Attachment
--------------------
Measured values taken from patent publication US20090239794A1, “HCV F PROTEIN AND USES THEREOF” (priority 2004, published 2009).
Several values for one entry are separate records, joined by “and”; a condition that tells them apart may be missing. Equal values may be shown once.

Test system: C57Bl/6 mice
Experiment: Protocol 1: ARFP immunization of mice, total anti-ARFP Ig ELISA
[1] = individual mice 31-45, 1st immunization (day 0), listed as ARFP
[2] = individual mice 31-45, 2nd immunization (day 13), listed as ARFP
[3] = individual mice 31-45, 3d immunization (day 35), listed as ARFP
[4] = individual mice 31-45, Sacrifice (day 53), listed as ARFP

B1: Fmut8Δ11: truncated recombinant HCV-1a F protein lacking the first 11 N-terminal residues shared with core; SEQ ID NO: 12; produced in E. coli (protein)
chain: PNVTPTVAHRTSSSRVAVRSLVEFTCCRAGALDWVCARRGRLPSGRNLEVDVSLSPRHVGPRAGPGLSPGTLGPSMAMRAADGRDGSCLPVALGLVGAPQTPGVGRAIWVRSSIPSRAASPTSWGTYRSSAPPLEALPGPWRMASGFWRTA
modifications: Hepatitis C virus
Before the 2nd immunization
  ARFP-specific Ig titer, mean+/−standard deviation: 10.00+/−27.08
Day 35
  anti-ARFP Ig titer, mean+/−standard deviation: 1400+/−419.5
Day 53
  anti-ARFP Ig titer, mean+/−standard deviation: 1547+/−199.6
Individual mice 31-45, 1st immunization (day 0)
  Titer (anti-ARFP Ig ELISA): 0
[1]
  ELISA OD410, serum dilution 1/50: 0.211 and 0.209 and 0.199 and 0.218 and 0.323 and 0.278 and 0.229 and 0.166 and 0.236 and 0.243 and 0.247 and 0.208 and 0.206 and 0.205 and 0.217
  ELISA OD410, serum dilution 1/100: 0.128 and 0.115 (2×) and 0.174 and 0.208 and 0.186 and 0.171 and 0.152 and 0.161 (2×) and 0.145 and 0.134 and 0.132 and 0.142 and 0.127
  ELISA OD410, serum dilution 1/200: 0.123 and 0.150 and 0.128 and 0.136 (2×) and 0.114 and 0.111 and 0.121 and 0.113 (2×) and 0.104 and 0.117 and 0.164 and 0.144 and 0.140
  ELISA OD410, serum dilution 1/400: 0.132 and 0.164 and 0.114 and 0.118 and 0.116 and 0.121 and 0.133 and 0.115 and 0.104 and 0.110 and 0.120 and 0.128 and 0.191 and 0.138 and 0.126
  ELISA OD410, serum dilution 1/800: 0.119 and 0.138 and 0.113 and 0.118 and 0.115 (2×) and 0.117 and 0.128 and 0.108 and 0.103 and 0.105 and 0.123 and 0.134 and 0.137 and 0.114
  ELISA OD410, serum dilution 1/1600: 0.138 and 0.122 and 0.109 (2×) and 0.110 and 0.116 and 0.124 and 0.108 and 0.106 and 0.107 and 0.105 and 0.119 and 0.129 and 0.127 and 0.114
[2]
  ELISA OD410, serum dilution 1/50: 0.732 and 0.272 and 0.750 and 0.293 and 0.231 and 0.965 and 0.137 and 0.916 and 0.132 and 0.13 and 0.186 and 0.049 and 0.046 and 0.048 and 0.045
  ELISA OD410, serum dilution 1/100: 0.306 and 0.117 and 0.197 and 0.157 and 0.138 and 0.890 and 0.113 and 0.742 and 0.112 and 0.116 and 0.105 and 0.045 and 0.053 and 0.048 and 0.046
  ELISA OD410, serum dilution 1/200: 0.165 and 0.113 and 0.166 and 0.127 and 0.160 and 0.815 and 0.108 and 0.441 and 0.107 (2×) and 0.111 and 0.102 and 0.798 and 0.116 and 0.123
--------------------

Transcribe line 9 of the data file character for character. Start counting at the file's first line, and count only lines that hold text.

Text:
B1: Fmut8Δ11: truncated recombinant HCV-1a F protein lacking the first 11 N-terminal residues shared with core; SEQ ID NO: 12; produced in E. coli (protein)